Musical evening celebrates bravery of Titanic bandPosted Apr 26, 2012 By Stacey Roy
EMC Entertainment - If the workers of Titanic were made famous in Belfast's new visitor centre and the stories of the unsinkable ship immortalized in movies, the musical spirit of Titanic was reborn in Smiths Falls during a recent fundraiser.
The April 20 evening performance of David Archibald's Titanic: Pride of the White Star Line resulted in raising $200 each to the Heritage House Museum and the Smiths Falls & District Historical Society. Audience members delighted in the upbeat melodies of ragtime and music hall sounds while shedding a tear during three special songs written by Archibald himself in honour of the band and a very special couple on board the fatal voyage.
"I got bitten by it when I was just a lad," Archibald said of Titanic's story.
As a boy he read A Night to Remember and from then on was hooked on the lives that Titanic took with her in April 1912. Two of those lives were Isidor and Ida Straus, co-owners of the Macy's department store in New York. When the elderly couple learned the ship would sink they ensured their maids were safely on a lifeboat. Ida put one foot on the boat herself before stepping back and informing her husband that she had spent too many years with him to leave now. Archibald recalls this tender moment in his song with the following lyrics: "Our lives are one not two . . . There by my side is Ida my bride on the pride of the White Star Line."
The couple died together that night, but their story lives on through Archibald's ballad, which he wrote for the Bruce County Museum's exhibit opening this year. As a musician, Archibald was drawn to the bravery of the Titanic band which played on while the ship was sinking and has gone on to write two songs from their perspective, which he shared with the audience last week. The band, which was led by 33-year old Wallace Hartley, had a demanding job on board the great Titanic. They were expected to be able to play one of over 300 songs found in a music book placed at each table. Yet, their greatest challenge came when they decided to calm the nerves of those who would die by playing song after song.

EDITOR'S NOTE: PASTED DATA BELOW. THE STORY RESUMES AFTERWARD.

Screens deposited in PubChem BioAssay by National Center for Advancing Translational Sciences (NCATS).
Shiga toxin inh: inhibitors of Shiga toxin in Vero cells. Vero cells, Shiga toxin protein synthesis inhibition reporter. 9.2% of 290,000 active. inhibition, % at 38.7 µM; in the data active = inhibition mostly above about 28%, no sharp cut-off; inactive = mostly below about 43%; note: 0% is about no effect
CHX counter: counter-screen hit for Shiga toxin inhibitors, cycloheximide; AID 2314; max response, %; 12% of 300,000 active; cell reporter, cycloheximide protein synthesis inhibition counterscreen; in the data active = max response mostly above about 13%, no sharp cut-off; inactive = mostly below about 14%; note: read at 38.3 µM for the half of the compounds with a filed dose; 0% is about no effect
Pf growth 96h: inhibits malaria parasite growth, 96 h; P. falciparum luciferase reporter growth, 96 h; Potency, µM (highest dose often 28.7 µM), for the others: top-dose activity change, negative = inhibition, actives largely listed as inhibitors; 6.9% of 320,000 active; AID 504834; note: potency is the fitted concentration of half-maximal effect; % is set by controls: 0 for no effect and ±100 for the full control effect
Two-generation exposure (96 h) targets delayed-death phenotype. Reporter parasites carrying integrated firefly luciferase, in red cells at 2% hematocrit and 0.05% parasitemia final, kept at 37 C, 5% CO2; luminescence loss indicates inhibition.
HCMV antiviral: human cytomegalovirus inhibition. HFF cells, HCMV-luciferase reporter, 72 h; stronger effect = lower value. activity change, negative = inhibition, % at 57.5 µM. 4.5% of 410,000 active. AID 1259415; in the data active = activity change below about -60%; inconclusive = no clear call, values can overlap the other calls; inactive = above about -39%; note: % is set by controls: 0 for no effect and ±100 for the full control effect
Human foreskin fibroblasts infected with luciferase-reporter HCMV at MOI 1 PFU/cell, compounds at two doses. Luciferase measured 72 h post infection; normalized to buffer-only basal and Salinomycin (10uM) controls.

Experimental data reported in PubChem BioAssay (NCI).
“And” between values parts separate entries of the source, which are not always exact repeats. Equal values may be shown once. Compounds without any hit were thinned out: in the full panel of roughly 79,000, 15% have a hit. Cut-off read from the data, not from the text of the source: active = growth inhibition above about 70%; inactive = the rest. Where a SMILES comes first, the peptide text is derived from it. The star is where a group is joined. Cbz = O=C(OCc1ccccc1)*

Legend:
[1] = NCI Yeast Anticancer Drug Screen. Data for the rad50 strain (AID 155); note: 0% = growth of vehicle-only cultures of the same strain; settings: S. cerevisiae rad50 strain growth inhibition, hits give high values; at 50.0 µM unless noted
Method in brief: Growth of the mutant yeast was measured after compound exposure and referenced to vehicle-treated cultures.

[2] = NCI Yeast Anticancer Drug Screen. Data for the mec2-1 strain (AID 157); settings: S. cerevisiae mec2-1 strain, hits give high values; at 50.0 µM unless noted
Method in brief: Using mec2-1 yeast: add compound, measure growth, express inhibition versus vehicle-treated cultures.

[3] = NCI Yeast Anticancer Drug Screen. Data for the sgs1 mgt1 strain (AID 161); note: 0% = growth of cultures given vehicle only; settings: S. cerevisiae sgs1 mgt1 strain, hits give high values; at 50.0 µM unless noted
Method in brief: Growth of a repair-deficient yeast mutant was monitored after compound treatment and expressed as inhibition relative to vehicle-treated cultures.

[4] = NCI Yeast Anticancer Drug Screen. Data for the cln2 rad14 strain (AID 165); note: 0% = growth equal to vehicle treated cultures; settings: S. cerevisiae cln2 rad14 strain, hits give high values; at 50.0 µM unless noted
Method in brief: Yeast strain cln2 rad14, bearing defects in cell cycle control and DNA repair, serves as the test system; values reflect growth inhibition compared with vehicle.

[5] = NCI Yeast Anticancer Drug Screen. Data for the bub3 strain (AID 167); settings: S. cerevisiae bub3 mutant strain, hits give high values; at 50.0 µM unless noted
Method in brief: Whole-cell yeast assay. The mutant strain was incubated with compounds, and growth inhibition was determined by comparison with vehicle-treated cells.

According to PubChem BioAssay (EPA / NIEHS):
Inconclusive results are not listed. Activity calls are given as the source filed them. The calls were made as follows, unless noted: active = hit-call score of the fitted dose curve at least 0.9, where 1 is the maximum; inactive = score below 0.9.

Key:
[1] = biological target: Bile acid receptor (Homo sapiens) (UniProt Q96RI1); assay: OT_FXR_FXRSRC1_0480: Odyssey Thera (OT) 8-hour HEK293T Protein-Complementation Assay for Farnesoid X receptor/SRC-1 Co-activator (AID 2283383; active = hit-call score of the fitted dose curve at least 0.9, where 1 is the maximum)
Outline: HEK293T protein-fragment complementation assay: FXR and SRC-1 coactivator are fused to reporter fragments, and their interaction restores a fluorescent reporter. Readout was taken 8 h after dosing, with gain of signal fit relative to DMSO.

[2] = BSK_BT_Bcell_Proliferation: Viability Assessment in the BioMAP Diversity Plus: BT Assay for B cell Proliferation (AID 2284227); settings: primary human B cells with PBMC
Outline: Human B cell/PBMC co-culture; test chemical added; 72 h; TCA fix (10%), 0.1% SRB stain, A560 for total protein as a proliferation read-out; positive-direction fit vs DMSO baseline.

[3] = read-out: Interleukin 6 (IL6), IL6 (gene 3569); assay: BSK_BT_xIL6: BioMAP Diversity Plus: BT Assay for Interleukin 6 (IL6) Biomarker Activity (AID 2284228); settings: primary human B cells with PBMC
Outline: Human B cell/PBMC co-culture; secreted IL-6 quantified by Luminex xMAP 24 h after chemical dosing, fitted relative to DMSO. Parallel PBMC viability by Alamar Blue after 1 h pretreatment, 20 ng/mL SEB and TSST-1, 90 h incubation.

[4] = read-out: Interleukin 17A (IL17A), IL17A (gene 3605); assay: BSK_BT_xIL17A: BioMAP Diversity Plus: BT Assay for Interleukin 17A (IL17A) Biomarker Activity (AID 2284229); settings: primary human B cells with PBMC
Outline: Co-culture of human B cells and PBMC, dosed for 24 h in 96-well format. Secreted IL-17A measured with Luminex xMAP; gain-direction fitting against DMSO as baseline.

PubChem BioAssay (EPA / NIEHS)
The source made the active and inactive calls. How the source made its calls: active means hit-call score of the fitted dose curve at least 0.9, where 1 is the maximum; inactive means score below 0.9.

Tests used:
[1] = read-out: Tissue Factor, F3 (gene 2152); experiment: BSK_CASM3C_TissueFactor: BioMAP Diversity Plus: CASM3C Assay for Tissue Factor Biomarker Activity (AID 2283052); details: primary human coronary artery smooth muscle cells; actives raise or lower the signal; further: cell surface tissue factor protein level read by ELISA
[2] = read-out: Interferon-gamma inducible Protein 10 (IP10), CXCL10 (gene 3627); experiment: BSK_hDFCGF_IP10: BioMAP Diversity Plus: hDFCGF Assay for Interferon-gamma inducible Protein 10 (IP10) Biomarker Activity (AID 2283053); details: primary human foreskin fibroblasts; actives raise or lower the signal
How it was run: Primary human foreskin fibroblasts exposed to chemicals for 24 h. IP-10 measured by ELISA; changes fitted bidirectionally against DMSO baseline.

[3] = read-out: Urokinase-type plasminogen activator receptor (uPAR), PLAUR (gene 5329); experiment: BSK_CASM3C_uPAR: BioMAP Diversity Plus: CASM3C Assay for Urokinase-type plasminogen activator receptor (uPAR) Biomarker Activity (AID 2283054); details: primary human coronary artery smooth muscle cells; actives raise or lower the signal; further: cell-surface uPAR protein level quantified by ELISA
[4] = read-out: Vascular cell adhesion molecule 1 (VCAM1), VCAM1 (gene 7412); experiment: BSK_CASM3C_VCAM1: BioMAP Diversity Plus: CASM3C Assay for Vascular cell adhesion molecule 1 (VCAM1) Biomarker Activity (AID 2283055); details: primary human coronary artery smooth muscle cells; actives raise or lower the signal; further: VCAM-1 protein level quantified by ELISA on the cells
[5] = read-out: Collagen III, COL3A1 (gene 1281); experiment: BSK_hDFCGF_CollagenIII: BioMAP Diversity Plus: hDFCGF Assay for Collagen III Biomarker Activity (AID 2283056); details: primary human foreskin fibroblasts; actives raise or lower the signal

Last Friday's musical presentation inside the Smiths Falls Curling & Squash Club paid tribute to many people who are connected to the story of Titanic, including the coal mine workers whose 1912 strike caused a shortage of coal. Coal was taken from smaller ships to feed Titanic's daily appetite of 800 tons of coal. Those booked to sail on these smaller ships were invited to rebook at a later date or book a room on Titanic herself.
"Lucky them," Archibald remarked.
Lucky indeed were the 58 individuals who sat in last Friday's fundraising event.
"I feel sorry for people who didn't come and hear this. I feel they missed something special," remarked audience member, Sheila Sansome.
Ian Ross, member of the Heritage House Museum board thanked Archibald for a special evening.
"It's been wonderful. It's been a first class presentation," he said.
The museum would like to thank the hospitality class at SFDCI who served refreshments and the Smiths Falls Curling & Squash Club who provided space for the evening.
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